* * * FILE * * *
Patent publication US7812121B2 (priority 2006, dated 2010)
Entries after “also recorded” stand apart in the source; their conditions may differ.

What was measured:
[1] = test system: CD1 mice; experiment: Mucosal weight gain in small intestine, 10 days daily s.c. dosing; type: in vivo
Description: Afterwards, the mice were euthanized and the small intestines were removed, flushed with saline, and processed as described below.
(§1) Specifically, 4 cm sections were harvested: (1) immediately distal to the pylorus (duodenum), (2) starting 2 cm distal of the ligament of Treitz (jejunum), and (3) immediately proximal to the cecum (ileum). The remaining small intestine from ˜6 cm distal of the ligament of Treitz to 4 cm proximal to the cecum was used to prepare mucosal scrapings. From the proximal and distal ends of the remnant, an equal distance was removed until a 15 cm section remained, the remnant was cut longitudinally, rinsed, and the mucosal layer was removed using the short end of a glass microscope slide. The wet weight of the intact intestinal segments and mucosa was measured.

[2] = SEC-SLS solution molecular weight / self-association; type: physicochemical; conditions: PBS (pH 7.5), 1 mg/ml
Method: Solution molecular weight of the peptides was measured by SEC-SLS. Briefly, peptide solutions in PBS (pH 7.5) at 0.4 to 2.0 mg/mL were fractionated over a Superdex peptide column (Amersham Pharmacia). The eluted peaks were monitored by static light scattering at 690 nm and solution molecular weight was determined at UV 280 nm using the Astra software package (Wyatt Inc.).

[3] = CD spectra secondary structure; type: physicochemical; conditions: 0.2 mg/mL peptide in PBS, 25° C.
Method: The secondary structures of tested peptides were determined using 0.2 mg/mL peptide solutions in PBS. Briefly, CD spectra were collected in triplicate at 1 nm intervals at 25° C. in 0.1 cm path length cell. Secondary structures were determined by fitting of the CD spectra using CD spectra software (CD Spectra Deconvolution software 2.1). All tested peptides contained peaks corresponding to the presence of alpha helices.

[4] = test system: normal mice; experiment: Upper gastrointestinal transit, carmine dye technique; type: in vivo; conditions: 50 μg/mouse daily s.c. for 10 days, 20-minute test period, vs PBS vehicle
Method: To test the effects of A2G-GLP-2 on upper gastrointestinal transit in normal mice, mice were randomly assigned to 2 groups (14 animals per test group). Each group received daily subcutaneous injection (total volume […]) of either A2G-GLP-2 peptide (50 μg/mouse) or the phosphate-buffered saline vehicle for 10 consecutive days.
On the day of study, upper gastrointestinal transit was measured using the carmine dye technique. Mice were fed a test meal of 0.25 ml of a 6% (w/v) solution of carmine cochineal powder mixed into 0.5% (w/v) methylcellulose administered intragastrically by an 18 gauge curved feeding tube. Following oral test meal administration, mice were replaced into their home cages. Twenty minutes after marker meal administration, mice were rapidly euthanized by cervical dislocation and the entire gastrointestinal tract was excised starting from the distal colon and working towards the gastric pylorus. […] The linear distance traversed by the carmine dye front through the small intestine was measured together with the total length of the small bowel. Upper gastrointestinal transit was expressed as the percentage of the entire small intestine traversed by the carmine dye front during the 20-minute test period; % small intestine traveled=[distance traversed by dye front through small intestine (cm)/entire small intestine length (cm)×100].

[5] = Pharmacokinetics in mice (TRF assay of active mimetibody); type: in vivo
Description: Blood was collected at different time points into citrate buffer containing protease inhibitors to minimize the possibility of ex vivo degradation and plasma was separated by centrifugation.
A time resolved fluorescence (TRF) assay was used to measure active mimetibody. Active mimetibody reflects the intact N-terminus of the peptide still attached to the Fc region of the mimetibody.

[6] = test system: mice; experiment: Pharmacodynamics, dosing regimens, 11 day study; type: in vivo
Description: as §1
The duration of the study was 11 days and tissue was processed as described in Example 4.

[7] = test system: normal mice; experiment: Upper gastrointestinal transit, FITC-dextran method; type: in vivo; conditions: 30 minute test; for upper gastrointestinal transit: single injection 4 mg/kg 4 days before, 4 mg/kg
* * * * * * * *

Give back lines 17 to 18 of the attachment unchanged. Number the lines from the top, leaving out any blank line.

[6] = test system: mice; experiment: Pharmacodynamics, dosing regimens, 11 day study; type: in vivo
Description: as §1